Kate Nash calls for chart rethink

  • 17 March 2010
  • From the section Music
Kate Nash
Kate Nash says the charts could change to help fight illegal file-sharing

Kate Nash has said changes should be made to the official chart and way artists release music in order to combat illegal file-sharing.

An active member of campaign group the FAC (Featured Artists Coaliton) alongside members of Pink Floyd and Radiohead, the Harrow singer said the industry "needs to move on".

Speaking to Newsbeat she said: "The charts should change and the rules of the charts should change.

"If singles come out, they should come out and be available on the day - instantly. Build up to records will have to be done differently. And education in music - education in schools has to be different."

Free music debate

Having topped the UK albums chart with her debut LP Made Of Bricks in 2007, Nash suggests the problem the industry faces is the established culture of young fans getting music for free.

"We do tell them they can have it for free but only when we want to give it to them for free. It is accessible all the time for free," she said.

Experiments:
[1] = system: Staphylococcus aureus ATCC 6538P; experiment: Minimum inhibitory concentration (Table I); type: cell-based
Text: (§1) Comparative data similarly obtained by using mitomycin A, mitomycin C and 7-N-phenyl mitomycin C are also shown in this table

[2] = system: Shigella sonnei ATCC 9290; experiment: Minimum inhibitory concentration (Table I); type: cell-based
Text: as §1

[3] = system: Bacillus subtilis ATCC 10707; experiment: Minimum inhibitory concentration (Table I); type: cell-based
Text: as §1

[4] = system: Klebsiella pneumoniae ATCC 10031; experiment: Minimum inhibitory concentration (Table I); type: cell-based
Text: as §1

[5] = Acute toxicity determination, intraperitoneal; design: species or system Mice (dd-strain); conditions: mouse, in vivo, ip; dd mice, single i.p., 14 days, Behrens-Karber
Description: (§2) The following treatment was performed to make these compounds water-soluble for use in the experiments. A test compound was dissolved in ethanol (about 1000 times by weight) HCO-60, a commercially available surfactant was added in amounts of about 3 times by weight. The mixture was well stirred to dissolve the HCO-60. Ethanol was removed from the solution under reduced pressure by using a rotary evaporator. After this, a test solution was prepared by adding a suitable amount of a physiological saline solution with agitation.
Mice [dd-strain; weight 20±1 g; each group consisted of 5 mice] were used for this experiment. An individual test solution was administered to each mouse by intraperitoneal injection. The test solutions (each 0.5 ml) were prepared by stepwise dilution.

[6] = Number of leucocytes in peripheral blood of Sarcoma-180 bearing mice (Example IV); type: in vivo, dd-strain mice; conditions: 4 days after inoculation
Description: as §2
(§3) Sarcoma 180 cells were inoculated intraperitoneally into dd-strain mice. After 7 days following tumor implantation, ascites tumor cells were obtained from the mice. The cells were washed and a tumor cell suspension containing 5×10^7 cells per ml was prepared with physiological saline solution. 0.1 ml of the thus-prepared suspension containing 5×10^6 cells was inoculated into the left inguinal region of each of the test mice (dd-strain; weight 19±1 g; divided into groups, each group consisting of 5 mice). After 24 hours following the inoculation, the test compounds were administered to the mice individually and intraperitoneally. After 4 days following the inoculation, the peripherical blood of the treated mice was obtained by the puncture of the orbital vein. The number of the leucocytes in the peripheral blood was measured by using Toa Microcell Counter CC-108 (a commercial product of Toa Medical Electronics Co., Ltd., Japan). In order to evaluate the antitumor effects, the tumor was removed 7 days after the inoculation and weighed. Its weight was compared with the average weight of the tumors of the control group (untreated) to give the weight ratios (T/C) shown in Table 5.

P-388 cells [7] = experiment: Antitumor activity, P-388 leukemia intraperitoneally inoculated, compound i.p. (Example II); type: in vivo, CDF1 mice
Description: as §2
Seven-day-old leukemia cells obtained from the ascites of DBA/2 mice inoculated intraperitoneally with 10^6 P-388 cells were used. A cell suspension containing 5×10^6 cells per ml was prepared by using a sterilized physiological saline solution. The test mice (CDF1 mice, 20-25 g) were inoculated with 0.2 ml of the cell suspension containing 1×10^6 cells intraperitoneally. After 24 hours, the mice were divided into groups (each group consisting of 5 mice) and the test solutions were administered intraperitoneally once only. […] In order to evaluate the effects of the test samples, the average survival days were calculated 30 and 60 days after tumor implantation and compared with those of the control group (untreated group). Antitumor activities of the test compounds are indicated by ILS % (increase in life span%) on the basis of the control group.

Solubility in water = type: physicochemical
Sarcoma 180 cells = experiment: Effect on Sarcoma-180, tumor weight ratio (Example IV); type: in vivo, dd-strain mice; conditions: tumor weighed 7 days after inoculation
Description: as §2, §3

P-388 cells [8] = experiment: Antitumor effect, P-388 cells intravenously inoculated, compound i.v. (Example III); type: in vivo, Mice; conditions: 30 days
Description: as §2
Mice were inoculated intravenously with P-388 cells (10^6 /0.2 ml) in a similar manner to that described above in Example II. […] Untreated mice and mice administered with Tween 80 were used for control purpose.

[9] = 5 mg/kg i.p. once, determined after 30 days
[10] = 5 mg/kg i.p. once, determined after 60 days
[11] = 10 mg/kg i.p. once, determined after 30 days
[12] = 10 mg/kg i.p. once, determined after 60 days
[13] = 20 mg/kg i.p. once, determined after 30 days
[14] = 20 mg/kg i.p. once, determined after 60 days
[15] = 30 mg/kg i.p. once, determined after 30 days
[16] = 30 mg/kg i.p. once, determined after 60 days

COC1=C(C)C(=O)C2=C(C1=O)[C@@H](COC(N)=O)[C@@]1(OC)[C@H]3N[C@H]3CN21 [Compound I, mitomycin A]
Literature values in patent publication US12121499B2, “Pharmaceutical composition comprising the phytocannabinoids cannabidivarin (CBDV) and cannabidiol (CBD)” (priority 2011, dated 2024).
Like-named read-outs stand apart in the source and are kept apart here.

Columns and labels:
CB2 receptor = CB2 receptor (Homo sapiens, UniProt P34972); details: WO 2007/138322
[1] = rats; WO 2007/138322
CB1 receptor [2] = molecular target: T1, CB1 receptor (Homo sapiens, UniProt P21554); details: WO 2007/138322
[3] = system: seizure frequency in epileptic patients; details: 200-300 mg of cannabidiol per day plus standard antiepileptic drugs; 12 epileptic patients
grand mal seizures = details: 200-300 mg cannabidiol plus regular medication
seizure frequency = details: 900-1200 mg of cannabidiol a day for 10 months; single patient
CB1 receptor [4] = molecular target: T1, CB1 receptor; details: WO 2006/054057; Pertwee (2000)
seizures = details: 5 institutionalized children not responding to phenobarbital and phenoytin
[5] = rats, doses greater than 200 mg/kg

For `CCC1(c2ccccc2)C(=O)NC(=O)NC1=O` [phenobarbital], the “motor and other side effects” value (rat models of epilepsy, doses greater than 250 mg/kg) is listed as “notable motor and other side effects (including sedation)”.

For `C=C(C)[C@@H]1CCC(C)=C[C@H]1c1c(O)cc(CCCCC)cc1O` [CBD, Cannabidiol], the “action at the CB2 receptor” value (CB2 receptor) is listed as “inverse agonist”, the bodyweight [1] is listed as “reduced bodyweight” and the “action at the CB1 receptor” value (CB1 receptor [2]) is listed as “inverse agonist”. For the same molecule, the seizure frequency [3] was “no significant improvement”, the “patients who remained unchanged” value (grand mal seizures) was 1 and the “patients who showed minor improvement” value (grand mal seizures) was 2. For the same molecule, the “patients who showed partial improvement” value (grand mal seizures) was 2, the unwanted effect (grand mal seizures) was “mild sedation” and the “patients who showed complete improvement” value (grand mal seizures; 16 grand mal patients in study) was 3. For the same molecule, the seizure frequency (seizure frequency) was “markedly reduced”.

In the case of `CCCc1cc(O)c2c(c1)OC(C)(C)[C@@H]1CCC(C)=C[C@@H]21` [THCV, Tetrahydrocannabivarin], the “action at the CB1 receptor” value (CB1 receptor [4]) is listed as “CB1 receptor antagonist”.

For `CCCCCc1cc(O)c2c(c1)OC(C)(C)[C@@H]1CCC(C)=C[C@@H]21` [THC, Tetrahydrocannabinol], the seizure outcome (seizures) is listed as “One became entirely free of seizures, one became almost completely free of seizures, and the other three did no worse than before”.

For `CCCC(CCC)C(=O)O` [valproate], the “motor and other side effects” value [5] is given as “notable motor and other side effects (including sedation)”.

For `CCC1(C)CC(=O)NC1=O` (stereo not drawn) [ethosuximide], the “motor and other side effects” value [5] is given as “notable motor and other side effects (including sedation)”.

"We have YouTube channels, MySpace, give free downloads and play it on the radio."

Defending FAC

In September last year an argument erupted between the FAC and artists such as Lily Allen.

Allen criticised the group for not protecting the rights of young artists saying: "These guys from huge bands said file-sharing music is fine. It probably is fine for them - they do sell-out arena tours and have the biggest Ferrari collections in the world."

However, Nash is quick to defend the position and intentions of the FAC - whom still hold regular meetings to discuss artists' rights.

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"I thought it was a bit silly because I kind of thought it was really overblown statements and no-one was listening to each other," says Nash.

"It didn't seem like the people who were making the statements understood what was being said.

"The point the FAC made was that file sharing exists now, and we can't control that.

"The industry has to change, it has to move on. It can't be stuck in old formats and structures because it doesn't work.

"You've got to accept it and come up with innovative ways of making it work, and make people care about buying records.

"It's impossible; you can't just stop people from having the internet. You can't stop people from downloading."